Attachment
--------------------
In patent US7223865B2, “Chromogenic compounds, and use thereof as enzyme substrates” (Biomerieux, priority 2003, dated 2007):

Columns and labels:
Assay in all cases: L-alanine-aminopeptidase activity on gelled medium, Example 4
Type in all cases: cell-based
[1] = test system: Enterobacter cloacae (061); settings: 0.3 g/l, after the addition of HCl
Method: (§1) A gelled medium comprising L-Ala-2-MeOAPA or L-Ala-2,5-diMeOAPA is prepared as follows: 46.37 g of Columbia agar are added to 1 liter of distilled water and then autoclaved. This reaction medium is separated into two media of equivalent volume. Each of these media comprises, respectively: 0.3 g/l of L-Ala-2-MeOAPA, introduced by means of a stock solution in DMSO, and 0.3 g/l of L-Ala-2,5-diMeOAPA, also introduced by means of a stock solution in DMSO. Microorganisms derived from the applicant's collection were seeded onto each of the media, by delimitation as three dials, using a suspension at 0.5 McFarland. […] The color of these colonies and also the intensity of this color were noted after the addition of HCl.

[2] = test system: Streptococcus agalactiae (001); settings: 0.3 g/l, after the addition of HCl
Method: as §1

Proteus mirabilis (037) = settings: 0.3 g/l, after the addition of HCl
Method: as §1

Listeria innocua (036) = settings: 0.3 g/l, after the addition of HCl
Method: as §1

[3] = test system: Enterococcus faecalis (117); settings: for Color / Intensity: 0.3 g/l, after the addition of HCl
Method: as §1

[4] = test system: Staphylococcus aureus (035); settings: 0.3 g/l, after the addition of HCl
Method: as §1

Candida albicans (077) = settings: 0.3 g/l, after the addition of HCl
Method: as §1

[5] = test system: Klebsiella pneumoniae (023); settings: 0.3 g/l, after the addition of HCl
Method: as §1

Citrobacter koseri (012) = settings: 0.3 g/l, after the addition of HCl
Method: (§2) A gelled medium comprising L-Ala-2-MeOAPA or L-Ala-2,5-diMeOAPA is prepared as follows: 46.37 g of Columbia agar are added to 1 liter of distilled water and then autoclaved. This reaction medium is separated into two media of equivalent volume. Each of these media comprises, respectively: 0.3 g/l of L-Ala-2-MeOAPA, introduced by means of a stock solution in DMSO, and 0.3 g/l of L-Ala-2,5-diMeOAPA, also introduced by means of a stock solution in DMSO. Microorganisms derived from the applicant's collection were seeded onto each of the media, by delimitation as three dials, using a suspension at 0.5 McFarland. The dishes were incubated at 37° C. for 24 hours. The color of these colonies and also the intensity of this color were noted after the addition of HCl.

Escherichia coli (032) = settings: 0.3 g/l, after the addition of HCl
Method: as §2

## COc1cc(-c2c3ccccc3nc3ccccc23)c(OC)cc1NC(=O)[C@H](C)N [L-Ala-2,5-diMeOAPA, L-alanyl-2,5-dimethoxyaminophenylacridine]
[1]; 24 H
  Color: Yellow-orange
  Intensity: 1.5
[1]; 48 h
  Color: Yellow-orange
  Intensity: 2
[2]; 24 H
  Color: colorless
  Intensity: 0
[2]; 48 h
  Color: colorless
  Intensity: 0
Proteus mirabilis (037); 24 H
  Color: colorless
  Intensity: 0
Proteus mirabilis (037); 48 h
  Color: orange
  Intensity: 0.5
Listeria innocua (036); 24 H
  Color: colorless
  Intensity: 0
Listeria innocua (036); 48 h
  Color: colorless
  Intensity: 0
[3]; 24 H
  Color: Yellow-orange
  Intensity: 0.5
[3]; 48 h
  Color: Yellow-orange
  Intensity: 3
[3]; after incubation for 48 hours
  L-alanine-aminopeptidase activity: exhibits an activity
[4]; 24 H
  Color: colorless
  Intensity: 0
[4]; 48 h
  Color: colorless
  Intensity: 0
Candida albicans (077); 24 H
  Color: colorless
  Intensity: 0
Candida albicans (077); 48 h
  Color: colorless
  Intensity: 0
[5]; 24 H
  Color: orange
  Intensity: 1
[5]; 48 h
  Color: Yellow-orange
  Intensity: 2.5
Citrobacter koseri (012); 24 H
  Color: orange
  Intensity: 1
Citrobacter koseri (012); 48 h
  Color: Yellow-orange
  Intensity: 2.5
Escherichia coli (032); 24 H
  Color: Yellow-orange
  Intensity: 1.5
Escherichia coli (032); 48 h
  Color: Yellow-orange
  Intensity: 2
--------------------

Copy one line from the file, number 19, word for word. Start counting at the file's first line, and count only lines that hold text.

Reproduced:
[5] = test system: Klebsiella pneumoniae (023); settings: 0.3 g/l, after the addition of HCl